Expert Calls For Inter-Ministerial Approach To Tackle Robberies
Organised crime expert, John Mark Pokoo, has called on the president to institute an inter-ministerial approach to root out the increasing armed robbery in the country.
According to Pokoo, armed robbery has become a well-coordinated venture of criminal intelligence taking a direction in the country which has gone beyond what one or few institutions can handle.
His comment comes against the background of recent armed robberies across the country, including attacks on bullion vans, particularly in Kumasi and Accra.
In an interview with The Ghana Report on Tuesday, June 15, the expert explained that the current modus operandi of robbers was risky to the ‘ordinary Ghanaian’, noting that the president may not be spared by the growth of this criminality.
Pokoo opined that the recent frequent armed robbery incidents could partly be attributed to political and civilian patronage and use of firearms, especially during elections.
Again, the lack of enforcement of gun control laws, and the state’s inability to properly account for the number of weapons in the country, warrant non-licensed people, including criminals, to possess and use firearms.
“The influence of politics is a cause of concern. Politicians patronise the services of gun manufacturers and distribute them to these ‘macho men’ and they usually do not collect them after the elections.
Also, the shelves of the firearms’ bureau of the Ghana Police Service leave much to be desired, and their records are also not up to date,” the Head of Regional Small Arms and Light Weapons Control Training Programme at the Kofi Annan International Peacekeeping Training Centre in Accra, Ghana (KAIPTC) said.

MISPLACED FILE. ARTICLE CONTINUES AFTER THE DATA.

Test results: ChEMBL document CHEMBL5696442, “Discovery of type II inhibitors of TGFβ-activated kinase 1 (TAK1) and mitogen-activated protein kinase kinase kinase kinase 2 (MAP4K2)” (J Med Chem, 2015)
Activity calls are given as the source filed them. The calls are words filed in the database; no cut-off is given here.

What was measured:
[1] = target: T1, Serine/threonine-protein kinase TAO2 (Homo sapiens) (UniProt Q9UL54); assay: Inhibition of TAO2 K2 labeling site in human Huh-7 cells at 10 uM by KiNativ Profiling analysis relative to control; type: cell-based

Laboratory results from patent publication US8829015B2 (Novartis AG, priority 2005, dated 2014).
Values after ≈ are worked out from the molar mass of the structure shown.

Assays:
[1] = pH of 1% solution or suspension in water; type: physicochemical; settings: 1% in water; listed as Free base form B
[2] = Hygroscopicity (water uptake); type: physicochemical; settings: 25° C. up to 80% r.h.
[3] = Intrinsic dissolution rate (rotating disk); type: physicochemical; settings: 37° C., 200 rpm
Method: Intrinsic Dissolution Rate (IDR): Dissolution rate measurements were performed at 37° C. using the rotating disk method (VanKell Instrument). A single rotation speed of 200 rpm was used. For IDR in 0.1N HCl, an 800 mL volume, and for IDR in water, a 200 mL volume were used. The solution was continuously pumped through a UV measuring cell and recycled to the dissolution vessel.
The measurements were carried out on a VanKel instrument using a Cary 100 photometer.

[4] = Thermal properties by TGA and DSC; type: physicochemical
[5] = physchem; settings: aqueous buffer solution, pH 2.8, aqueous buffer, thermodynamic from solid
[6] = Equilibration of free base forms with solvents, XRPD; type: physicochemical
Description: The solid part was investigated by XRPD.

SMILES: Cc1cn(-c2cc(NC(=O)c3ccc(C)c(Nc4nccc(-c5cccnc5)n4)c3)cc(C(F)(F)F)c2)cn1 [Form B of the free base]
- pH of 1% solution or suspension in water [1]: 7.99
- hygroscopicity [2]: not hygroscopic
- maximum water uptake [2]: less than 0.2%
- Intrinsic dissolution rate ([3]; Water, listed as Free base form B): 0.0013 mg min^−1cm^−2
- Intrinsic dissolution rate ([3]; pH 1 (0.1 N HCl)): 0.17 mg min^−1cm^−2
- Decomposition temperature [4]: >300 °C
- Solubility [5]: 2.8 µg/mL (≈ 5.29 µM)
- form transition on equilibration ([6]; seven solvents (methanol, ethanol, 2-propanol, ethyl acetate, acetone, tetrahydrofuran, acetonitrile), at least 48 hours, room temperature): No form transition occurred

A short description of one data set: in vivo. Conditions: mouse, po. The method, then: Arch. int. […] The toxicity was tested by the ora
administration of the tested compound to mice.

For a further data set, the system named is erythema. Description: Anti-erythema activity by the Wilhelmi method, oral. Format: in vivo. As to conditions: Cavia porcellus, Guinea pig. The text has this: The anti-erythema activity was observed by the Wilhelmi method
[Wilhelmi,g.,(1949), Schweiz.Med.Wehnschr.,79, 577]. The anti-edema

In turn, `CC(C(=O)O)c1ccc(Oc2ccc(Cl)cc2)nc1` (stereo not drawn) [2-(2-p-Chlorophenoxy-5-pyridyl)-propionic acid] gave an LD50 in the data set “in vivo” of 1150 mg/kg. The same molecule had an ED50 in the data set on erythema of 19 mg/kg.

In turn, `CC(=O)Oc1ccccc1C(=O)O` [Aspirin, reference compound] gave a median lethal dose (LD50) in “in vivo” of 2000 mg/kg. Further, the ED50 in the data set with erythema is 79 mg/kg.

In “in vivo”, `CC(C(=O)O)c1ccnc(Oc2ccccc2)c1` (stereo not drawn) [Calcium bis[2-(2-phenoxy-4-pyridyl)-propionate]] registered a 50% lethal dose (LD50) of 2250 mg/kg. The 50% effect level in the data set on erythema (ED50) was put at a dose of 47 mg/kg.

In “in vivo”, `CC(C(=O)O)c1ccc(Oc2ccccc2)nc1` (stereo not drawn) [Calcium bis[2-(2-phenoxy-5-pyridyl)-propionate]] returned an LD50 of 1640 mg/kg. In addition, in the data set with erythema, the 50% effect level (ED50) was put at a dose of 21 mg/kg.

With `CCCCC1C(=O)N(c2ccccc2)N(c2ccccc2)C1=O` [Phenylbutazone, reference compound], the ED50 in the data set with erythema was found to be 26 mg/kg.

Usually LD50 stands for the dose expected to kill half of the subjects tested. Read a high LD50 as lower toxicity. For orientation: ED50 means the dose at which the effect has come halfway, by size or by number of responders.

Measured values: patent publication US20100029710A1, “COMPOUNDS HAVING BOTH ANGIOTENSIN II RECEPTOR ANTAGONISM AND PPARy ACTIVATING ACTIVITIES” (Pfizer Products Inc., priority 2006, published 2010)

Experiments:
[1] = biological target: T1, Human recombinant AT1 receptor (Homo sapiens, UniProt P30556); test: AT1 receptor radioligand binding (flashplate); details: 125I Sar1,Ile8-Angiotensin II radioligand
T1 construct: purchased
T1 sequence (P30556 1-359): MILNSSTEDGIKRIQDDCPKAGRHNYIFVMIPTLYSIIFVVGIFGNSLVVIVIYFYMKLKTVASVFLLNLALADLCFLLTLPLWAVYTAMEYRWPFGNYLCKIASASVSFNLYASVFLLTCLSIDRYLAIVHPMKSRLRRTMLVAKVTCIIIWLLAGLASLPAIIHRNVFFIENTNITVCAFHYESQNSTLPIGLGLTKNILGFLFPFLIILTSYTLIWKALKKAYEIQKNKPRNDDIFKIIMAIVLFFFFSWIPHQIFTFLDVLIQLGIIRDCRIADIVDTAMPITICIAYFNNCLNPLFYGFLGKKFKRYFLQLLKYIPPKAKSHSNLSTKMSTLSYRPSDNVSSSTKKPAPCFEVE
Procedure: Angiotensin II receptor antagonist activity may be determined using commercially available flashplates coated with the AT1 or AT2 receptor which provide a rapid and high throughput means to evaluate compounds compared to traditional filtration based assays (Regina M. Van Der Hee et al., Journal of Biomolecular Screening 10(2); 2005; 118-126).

In the estimation of Mr Pokoo, armed violence was no longer restricted to one ministry, and therefore, required the president, Nana Addo Dankwa Akufo-Addo, to constitute an inter-ministerial committee to handle the situation.
“You have the local government that is overseeing the whole governance architecture in the country outside the central government, [and the ministries of] interior and defence that is looking to security,” he explained.
The trade and agriculture ministries could also support the alternative efforts of blacksmithing and metalworkers that are producing these locally made weapons, he said, as he advocated for the inter-ministerial collaboration.
Pokoo believes that the moment the country finds itself calls for a conscious effort to determine the approach in managing and importing into the country.
In his view, there was the need to create an office that would render an effective and efficient supervisory role regarding the authorisation of guns and ownership of guns.
“Because, now the technology for manufacturing all sorts of guns, are in the system, and because they are not officially recognised, we are not able to register them,” Mr Pokoo said.
On Monday, June 14, a group of robbers, numbering eight on four motorbikes, attacked a transient MON-TRAN bullion van, killing a police officer and a hawker at Adedenkpo, near Jamestown in Accra.
The daylight robbery left the Nissan car with registration number GT 8592 W, with several bullet holes, including one through the car’s windscreen.
The driver of the vehicle was also sustained gun wounds, while, a sales clerk at the back of the van managed to escape from the car.
In the Kumasi incident, 10-suspected armed robbers attacked a bullion van belonging to the Delta Security Company at Fomena in the Ashanti Region in January this year.
The robbers killed the policeman escorting the van, General Lance Corporal Martin Baba, which was transporting GH¢500,000 from the Dunkwa-on-Offin branch of the Ghana Commercial Bank to the bank’s branch at New Edubiase.
The leader of the group, John Appiah, alias Omega, a 22-year-old senior high school (SHS) graduate and other suspects were later arrested.